Glutamic acid is an amino acid that is produced naturally in the human body and the bodies of many animals. The amino acid plays a number of important roles in the human anatomy and functions as a neurotransmitter or chemical messenger. When released by the brain, glutamic acid excites the nervous system to allow messages to be transmitted throughout the body. The amino acid plays a crucial role in learning and memory.
In addition to glutamic acid's important functions as a brain chemical, the substance can also be used by the cells of the body to create the energy necessary to move, power the heart and lungs and keep organs functioning properly. The body also breaks glutamic acid into smaller components, which are used to manufacture other important brain chemicals and materials for proper cellular functioning.
The German scientist Karl Heinrich Leopold Ritthausen first discovered glutamic acid in 1866 while he was studying the substances found in ordinary wheat. A Japanese chemistry professor, Kikunae Ikeda, established glutamic acid as a flavoring agent by publishing the results of testing that he performed on kombu broth in 1907. Glutamic acid is now used as an additive in many foods, including soy sauce, cheese and fermented bean paste. The amino acid can also be made into monosodium glutamate salt with the addition of sodium. Commonly known as MSG, this food additive is used widely in Chinese cuisine.
In addition to use as a food additive, glutamic acid is an ingredient in some skin and hair care products, and is currently found in the formulas of more than 300 products sold in the United States. When used in food and skin care product manufacturing, glutamic acid is manufactured industrially from wheat. Approximately 1.7 million tons of glutamic acid are used worldwide each year in various foods and other products.
When used in the beauty industry, glutamic acid is primarily added to products because of its ability to condition the skin and hair. The chemical structure of glutamic acid makes the substance attractive to water molecules. Because moisture is naturally drawn to glutamic acid, when it is applied to the skin or hair, the ingredient has the ability to pull water from the air and transfer it to the tissue. Both the skin and hair are constantly subjected to the drying effects of evaporation, and glutamic acid helps to restore the moisture balance that is necessary to keep the skin soft and smooth.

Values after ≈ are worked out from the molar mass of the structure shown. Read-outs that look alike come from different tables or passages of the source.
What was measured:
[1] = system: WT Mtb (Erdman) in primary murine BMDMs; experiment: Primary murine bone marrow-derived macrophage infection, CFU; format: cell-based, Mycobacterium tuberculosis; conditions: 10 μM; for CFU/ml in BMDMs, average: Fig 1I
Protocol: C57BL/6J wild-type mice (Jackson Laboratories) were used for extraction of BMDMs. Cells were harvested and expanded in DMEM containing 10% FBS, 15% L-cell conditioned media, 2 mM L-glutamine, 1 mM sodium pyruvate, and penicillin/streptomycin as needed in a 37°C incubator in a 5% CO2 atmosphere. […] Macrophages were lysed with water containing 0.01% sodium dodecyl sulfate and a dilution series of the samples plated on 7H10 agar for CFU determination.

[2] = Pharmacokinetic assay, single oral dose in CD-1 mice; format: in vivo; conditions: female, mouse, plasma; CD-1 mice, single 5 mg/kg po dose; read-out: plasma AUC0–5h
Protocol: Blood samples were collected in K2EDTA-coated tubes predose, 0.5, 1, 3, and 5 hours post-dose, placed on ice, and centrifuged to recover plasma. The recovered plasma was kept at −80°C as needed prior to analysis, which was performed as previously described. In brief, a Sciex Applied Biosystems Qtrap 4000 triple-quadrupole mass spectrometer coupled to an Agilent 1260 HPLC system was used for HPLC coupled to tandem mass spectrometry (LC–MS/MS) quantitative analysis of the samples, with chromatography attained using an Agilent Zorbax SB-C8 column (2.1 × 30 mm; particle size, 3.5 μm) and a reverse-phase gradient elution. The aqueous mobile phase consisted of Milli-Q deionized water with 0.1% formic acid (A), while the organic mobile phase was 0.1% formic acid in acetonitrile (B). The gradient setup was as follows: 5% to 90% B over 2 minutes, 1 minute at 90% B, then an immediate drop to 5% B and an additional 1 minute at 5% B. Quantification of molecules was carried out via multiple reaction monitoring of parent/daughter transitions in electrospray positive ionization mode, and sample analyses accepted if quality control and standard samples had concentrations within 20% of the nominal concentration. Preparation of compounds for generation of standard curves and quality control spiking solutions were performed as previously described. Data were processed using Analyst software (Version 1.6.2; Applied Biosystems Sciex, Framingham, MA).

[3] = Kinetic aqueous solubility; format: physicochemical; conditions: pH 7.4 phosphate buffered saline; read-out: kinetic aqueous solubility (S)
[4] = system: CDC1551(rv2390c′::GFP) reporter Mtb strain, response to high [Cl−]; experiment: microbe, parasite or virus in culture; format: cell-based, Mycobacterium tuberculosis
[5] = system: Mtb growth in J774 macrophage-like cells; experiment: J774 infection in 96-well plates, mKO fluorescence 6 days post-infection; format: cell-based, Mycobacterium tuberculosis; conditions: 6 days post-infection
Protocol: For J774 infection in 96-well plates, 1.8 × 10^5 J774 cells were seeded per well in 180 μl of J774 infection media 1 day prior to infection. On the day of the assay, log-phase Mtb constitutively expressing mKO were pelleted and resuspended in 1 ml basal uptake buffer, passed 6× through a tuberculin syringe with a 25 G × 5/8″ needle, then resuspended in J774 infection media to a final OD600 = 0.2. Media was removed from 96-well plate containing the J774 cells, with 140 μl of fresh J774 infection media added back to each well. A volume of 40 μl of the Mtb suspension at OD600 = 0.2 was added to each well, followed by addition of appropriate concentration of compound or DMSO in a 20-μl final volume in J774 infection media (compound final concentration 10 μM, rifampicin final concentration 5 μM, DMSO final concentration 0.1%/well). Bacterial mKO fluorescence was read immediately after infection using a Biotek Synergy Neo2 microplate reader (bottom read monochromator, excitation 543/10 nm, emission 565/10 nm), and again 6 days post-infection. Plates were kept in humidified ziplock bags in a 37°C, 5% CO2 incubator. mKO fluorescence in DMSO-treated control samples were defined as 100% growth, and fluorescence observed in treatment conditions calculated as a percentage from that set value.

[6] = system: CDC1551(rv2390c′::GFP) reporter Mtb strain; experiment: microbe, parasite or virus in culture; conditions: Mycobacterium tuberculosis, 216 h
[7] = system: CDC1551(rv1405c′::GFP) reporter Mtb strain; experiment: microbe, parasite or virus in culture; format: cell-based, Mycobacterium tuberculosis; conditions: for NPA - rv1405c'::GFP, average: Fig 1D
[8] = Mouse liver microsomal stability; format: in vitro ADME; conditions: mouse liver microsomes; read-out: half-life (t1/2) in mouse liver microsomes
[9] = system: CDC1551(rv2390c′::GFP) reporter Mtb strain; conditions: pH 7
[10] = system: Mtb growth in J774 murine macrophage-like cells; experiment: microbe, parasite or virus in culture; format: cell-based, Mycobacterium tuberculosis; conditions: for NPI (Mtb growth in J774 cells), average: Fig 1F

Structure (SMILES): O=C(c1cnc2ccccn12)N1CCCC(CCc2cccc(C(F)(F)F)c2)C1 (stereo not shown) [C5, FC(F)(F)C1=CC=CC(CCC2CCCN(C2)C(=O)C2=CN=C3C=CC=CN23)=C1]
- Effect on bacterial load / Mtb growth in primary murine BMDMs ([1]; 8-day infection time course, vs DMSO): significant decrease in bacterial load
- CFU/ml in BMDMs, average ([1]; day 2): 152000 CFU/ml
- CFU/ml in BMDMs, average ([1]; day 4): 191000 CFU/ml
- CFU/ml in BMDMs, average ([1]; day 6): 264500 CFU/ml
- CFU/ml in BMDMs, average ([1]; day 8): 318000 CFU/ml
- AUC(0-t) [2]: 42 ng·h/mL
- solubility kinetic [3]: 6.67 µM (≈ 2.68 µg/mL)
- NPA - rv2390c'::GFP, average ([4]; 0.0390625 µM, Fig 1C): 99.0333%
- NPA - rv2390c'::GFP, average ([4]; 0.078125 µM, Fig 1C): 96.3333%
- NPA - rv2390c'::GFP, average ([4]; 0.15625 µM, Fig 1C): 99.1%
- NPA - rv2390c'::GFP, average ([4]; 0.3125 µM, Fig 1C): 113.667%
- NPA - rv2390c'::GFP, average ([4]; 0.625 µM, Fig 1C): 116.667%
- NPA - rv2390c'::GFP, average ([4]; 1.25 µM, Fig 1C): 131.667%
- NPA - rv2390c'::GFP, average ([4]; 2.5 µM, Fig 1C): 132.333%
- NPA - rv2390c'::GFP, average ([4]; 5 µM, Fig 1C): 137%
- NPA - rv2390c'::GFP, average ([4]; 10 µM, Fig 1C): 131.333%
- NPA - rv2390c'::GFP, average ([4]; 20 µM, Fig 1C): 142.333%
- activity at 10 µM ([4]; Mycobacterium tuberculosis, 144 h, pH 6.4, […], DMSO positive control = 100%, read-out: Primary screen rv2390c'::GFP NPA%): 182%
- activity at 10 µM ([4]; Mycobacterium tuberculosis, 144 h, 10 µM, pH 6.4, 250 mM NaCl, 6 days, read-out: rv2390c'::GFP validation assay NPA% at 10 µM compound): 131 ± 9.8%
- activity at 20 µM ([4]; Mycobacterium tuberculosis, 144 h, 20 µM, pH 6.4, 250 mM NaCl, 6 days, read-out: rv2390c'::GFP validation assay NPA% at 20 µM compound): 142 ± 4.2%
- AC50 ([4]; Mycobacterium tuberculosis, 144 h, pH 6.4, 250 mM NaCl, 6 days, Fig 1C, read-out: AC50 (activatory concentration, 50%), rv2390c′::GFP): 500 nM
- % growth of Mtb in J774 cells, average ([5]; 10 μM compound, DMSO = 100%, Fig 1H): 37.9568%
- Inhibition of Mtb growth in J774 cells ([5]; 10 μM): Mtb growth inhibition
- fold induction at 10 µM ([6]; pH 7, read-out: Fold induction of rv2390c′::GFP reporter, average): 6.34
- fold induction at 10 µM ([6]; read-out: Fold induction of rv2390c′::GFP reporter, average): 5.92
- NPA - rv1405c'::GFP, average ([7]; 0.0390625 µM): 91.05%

Due to its skin conditioning abilities, glutamic acid is used in eye creams, lipsticks and treatments, shaving creams and moisturizers for the face, body, hands and feet. For those with dry skin, products that contain glutamic acid can help reduce redness, itching and irritation as well as the flaking and peeling that occurs when the tissue becomes extremely dehydrated.
The amino acid is also added to hair conditioners, to styling products used to reduce frizz and to solutions used for coloring, perming and straightening the hair to prevent over-drying. When mixed with zinc, glutamic acid forms zinc glutamate, an additive used to prevent bacteria and other microbes from colonizing in skin and hair care products.
Some studies have raised concerns about the overall safety of glutamic acid, finding that the ingredient may cause gastrointestinal or cardiovascular side effects when consumed in high quantities as an additive in foods. The U.S. Food and Drug Administration still lists glutamic acid on its list of ingredients that are safe for use in foods, and other studies have produced conflicting results that suggest the risks involved with consuming glutamic acid are minimal.
The safety of glutamic acid when used in skin and hair care products has not been widely assessed. The ingredient has not been evaluated by any major panels that review beauty products;however, a 1994 study using white rabbits found that even with prolonged exposure to a dressing coated with glutamic acid and water over a period of 4 hours, the ingredient did not cause any symptoms of skin irritation, including redness or swelling. The test subjects also did not develop any type of delayed reaction from glutamic acid in the 72 hours that followed the initial test. This suggests that even people with sensitive skin should be able to safely use glutamic acid on their skin or hair.